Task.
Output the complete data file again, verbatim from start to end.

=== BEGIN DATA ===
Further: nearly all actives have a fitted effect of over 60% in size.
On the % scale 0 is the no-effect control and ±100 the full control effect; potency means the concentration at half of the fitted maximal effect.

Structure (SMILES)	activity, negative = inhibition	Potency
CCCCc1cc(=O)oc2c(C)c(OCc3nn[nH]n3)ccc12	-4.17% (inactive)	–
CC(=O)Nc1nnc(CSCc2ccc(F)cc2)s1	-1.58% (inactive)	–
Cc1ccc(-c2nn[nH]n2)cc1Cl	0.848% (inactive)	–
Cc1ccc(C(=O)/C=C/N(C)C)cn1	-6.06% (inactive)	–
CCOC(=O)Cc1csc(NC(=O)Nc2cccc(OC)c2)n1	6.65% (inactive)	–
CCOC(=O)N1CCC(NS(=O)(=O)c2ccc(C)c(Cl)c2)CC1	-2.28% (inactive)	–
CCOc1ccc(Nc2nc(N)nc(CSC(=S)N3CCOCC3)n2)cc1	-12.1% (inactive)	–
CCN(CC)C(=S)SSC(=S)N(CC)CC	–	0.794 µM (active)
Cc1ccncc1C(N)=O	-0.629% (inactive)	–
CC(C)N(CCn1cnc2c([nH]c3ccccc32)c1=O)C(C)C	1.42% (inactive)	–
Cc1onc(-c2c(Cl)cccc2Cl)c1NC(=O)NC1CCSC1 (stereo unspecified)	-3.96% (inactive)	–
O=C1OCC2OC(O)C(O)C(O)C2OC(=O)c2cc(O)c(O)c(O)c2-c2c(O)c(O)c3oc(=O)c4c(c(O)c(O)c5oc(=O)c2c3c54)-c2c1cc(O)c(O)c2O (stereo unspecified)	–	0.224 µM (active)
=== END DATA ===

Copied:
Further: nearly all actives have a fitted effect of over 60% in size.
On the % scale 0 is the no-effect control and ±100 the full control effect; potency means the concentration at half of the fitted maximal effect.

Structure (SMILES)	activity, negative = inhibition	Potency
CCCCc1cc(=O)oc2c(C)c(OCc3nn[nH]n3)ccc12	-4.17% (inactive)	–
CC(=O)Nc1nnc(CSCc2ccc(F)cc2)s1	-1.58% (inactive)	–
Cc1ccc(-c2nn[nH]n2)cc1Cl	0.848% (inactive)	–
Cc1ccc(C(=O)/C=C/N(C)C)cn1	-6.06% (inactive)	–
CCOC(=O)Cc1csc(NC(=O)Nc2cccc(OC)c2)n1	6.65% (inactive)	–
CCOC(=O)N1CCC(NS(=O)(=O)c2ccc(C)c(Cl)c2)CC1	-2.28% (inactive)	–
CCOc1ccc(Nc2nc(N)nc(CSC(=S)N3CCOCC3)n2)cc1	-12.1% (inactive)	–
CCN(CC)C(=S)SSC(=S)N(CC)CC	–	0.794 µM (active)
Cc1ccncc1C(N)=O	-0.629% (inactive)	–
CC(C)N(CCn1cnc2c([nH]c3ccccc32)c1=O)C(C)C	1.42% (inactive)	–
Cc1onc(-c2c(Cl)cccc2Cl)c1NC(=O)NC1CCSC1 (stereo unspecified)	-3.96% (inactive)	–
O=C1OCC2OC(O)C(O)C(O)C2OC(=O)c2cc(O)c(O)c(O)c2-c2c(O)c(O)c3oc(=O)c4c(c(O)c(O)c5oc(=O)c2c3c54)-c2c1cc(O)c(O)c2O (stereo unspecified)	–	0.224 µM (active)